2. Consciousness Only | Yogācāra

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1. Consciousness Only

One of the main features of Yogācāra philosophy is the concept of vijñapti-mātra. It is often used interchangeably with the term citta-mātra, but they have different meanings.

The standard translation of both terms is consciousness-only or mind-only.

Several modern researchers object to this translation, and the accompanying label of absolute idealism or idealistic monism.

A better translation for vijñapti-mātra is representation-only, while an alternative translation for citta (mind, thought) mātra (only, exclusively) has not been proposed.

It is believed, the earliest surviving appearance of this term is in chapter 8 of the Saṅdhi-nirmocana Sūtra, which has only survived in Tibetan and Chinese translations that differ in syntax and meaning.

The passage is depicted as a response by the Buddha to a question which asks:

whether the images or replicas (*prati-bimba) which are the object (*gocara) of meditative concentration (*samādhi), are different/separate (*bhinna) from the contemplating mind (*citta) or not.

The Buddha says they are not different, Because these images are vijñapti-mātra.

The text goes on to affirm that the same is true for objects of ordinary perception.

Regarding existing Sanskrit sources, the term appears in the first verse of Vasubandhu's Viṁśatikā, which is a classical expression of the idea, it states:

Vijñapti-mātram evaitad asad arthāvabhāsanāt yathā taimirikasyāsat keśa candrādi darśanam.

This world is vijñapti-mātra, since it manifests itself as an unreal object (ārtha), just like the case of those with cataracts seeing unreal hairs in the moon and the like.

Vasubandhu, Viṁśatikā

What Vasubandhu means here is that we are only ever aware of mental images or impressions which manifest themselves as external objects, but there is actually no such thing outside the mind.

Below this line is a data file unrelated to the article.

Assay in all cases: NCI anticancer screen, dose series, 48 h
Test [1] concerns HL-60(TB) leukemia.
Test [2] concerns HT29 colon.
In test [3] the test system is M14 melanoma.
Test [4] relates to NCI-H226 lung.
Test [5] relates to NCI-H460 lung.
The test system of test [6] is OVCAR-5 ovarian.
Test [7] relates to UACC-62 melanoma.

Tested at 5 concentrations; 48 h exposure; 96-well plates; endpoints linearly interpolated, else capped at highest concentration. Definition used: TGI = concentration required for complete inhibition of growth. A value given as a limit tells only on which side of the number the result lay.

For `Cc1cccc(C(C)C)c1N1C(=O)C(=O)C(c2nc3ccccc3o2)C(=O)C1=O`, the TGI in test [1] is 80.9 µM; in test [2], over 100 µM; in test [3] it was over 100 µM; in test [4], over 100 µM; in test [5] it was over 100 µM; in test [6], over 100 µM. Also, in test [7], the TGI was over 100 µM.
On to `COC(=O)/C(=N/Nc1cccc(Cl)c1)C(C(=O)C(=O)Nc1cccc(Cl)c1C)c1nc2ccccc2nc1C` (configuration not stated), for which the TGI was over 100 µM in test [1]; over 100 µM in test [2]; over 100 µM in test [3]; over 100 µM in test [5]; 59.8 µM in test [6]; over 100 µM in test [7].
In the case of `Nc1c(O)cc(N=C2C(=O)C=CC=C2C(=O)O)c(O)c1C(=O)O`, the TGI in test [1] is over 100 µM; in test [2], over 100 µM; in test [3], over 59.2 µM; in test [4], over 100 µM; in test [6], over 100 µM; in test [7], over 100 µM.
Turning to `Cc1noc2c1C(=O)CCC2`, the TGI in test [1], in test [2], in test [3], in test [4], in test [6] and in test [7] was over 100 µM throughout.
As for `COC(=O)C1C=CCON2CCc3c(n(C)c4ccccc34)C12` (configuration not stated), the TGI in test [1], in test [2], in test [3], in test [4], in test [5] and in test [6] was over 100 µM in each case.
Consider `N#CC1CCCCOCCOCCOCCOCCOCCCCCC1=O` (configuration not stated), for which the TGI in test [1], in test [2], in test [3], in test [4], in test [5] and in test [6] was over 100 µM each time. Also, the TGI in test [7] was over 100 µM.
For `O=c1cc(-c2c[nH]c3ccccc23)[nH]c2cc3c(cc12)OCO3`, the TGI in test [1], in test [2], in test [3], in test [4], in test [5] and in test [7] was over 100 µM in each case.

The term also appears in Asaṅga's classic Yogācāra work, the Mahāyāna-Saṁgraha (no Sanskrit original, trans. from Tibetan):

These representations (vijñapti) are mere representations (vijñapti-mātra), because there is no corresponding thing/object (artha)...

Just as in a dream there appear, even without a thing/object (artha), just in the mind alone, forms/images of all kinds of things/objects like visibles, sounds, smells, tastes, tangibles, houses, forests, land, and mountains, and yet there are no such things/objects at all in that place.

Asaṅga, Mahāyāna-Saṁgraha II.6

The term is sometimes used as a synonym with citta-mātra (mere citta), which is also used as a name for the school that suggests Idealism.

It is believed that the first appearance of this term is in the Pratyutpanna Samādhi sūtra, which states:

This (or: whatever belongs to this) triple world (*traidhātuka) is nothing but mind (or thought: *Cittamātra).

- Why? Because however I imagine things, that is how they appear.

2. Interpretations of vijñapti-mātra

2.1. Idealism

The interpretation of this doctrine as a form of subjective or absolute idealism has been the most common interpretation of Vijñānavāda, not only by modern writers, but by its ancient opponents, both Hindu and Buddhist.

Scholars argue that Yogācāra is similar to Idealism (closer to a Kantian epistemic idealism), though they note that it is its own unique form and that it might be confusing to categorize it as such.

Some scholars argue for the idealistic nature of Yogācāra, noting that there are numerous similarities between Yogācāra and the systems of Kant and Berkeley and Schopenhauer.

Yogācāra thinker Vasubandhu can be said to be an idealist (similar to Kant), in the sense that for him, everything in experience as well as its causal support is mental, and thus he gives causal priority to the mental.

At the same time however, this is only in the conventional realm, since mind is just another concept and true reality for Vasubandhu is an inconceivable thus-ness (tathatā).

Indeed, the Viṁśatikā states that the very idea of vijñapti-mātra must also be understood to be itself a self-less construction and thus vijñapti-mātra is not the ultimate truth (paramārtha-satya) in Yogācāra.

Thus, while Vasubandhu's vijñapti-mātra can be said to be conventionalist idealism, it is to be seen as unique and different from Western forms, especially Hegelian Absolute Idealism.

2. 2. Mere representation

Other scholars note that it is a mistake to conflate the 2 terms vijñapti-mātra and citta-mātra:

While the standard translations for both vijñapti-mātra and citta-mātra are often consciousness only and mind-only (signifying an Idealistic doctrine), objections are raised to this conflation, as well as to Idealistic interpretation.

Different alternative translations for vijñapti-mātra have been proposed, such as representation-only, ideation-only, impressions-only and perception-only.